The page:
The Dandelion

From my blog- enjoy

The Making of a Home

“She turned to the sunlight

And shook her

yellow head,

And whispered to

her neighbor:

“Winter is dead.”

A.A. Milne

I have always loved dandelions.  Blowing the seeds was a wonderful pastime when I was a child.  Little did I know that I was spreading the love- dandelion love.

Now I love dandelions for a whole different reason.  It is such a joy to see their little sunny faces shinning in the sun.  This always signals that the deep of winter is over.  But the real beauty of the dandelion is in the healing properties that the plant possesses. Even without reported healing properties, the dandelion has a high amount of vitamins and minerals.  The University of Maryland Medical Center has this to say:

While many people think of the dandelion (Taraxacum officinale) as a pesky weed, it is chock full of vitamins A, B, C, and D…

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The Dandelion

“She turned to the sunlight

And shook her

yellow head,

And whispered to

her neighbor:

“Winter is dead.”

A.A. Milne

I have always loved dandelions.  Blowing the seeds was a wonderful pastime when I was a child.  Little did I know that I was spreading the love- dandelion love.

Now I love dandelions for a whole different reason.  It is such a joy to see their little sunny faces shinning in the sun.  This always signals that the deep of winter is over.  But the real beauty of the dandelion is in the healing properties that the plant possesses. Even without reported healing properties, the dandelion has a high amount of vitamins and minerals.  The University of Maryland Medical Center has this to say:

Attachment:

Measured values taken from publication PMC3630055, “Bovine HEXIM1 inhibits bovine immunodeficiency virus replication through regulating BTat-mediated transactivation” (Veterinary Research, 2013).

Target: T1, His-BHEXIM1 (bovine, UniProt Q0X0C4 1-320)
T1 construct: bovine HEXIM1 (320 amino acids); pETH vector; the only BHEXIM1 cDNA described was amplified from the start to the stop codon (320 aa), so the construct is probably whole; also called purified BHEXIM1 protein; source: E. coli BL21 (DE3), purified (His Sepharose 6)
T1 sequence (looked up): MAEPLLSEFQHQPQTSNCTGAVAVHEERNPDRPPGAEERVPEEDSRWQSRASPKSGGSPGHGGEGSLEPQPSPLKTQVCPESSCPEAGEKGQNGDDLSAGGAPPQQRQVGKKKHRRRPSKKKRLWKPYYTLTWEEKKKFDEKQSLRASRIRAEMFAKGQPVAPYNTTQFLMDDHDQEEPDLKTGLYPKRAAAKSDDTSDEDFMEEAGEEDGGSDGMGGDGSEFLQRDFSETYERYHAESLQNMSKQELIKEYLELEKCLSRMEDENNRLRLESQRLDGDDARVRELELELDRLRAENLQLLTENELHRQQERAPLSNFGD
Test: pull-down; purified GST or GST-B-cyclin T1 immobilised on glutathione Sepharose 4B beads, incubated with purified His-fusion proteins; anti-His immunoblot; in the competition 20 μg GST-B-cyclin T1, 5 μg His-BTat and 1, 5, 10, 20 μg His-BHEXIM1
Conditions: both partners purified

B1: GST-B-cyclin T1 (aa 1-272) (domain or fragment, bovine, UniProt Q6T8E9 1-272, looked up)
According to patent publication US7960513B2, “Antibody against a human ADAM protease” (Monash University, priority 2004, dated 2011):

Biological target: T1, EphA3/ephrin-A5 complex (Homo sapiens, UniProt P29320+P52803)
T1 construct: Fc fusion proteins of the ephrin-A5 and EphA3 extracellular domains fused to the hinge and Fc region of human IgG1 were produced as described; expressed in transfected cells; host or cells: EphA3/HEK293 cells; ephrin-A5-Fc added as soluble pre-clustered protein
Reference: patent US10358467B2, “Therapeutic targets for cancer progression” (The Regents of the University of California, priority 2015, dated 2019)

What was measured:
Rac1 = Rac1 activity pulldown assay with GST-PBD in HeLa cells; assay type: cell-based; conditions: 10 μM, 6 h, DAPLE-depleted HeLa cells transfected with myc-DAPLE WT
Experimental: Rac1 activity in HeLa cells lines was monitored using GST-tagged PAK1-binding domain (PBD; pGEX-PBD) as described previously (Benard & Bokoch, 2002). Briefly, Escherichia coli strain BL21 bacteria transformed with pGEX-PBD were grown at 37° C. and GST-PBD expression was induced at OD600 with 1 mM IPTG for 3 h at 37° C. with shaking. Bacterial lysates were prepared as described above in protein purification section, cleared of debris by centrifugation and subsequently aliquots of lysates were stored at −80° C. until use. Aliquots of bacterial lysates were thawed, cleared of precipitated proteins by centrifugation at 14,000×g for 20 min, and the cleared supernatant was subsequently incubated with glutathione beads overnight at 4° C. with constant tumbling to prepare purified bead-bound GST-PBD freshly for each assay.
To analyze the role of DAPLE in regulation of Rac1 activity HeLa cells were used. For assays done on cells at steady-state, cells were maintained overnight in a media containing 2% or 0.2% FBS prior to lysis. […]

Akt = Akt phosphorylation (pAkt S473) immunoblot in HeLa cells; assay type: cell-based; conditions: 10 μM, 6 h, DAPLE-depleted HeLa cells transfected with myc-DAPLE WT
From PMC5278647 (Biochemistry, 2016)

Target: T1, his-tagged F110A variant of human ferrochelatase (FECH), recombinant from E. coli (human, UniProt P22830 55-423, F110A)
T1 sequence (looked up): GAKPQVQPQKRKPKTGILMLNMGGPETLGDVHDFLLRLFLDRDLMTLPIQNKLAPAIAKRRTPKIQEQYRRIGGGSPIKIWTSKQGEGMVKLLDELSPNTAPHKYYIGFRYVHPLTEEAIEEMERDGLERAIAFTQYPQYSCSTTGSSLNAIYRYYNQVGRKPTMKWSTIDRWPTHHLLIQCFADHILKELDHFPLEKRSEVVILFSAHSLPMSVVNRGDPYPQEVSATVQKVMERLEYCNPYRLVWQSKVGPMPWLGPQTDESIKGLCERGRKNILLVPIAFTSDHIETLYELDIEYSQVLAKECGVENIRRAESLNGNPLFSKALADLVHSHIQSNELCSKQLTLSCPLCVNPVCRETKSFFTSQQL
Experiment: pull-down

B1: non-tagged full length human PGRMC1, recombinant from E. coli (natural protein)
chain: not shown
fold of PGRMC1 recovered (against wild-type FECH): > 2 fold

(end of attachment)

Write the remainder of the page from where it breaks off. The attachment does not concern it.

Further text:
While many people think of the dandelion (Taraxacum officinale) as a pesky weed, it is chock full of vitamins A, B, C, and D, as well as minerals, such as iron, potassium, and zinc. Dandelion leaves are used to add flavor to salads, sandwiches, and teas. The roots are used in some coffee substitutes, and the flowers are used to make wines.

Herbalists recommend dandelion for liver cleansing and ridding the body of toxins.  You can drink tea made from dandelion leaves and blossoms, take a tincture made from the plant and roots, or you can take supplements found in your local health food store.

If your looking for dandelions in your own gardens, look for the yellow blossoms suspended on a single stem, the yellow blossoms on branching stems are not true dandelions.  They are actually called “false dandelions”- how creative.

 

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Dandelion

 

In the photo above you can see the single stem with one flower.  When I harvest dandelions I want to get as much of the root as possible.  To do this, I use an old finished weed popper.

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Weed-popper, works like a charm

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Harvested dandelions

Once the plants are harvested, I wash the soil away and let them air dry.  Once dry, the plants are then chopped and covered with vodka or brandy.  The mixture will steep for six weeks and then be strained.  After the liquid is strained it is now a finished tincture.  I use this for my family anytime our immune system needs a boost.  This post is not intended to be medical advice, just for information- you do your own research and then make your own health decisions.

Even if you don’t choose to use dandelion for your own benefit- leave them for the bees.  Dandelions are one of the first sources of pollen and nectar for the bees in the spring.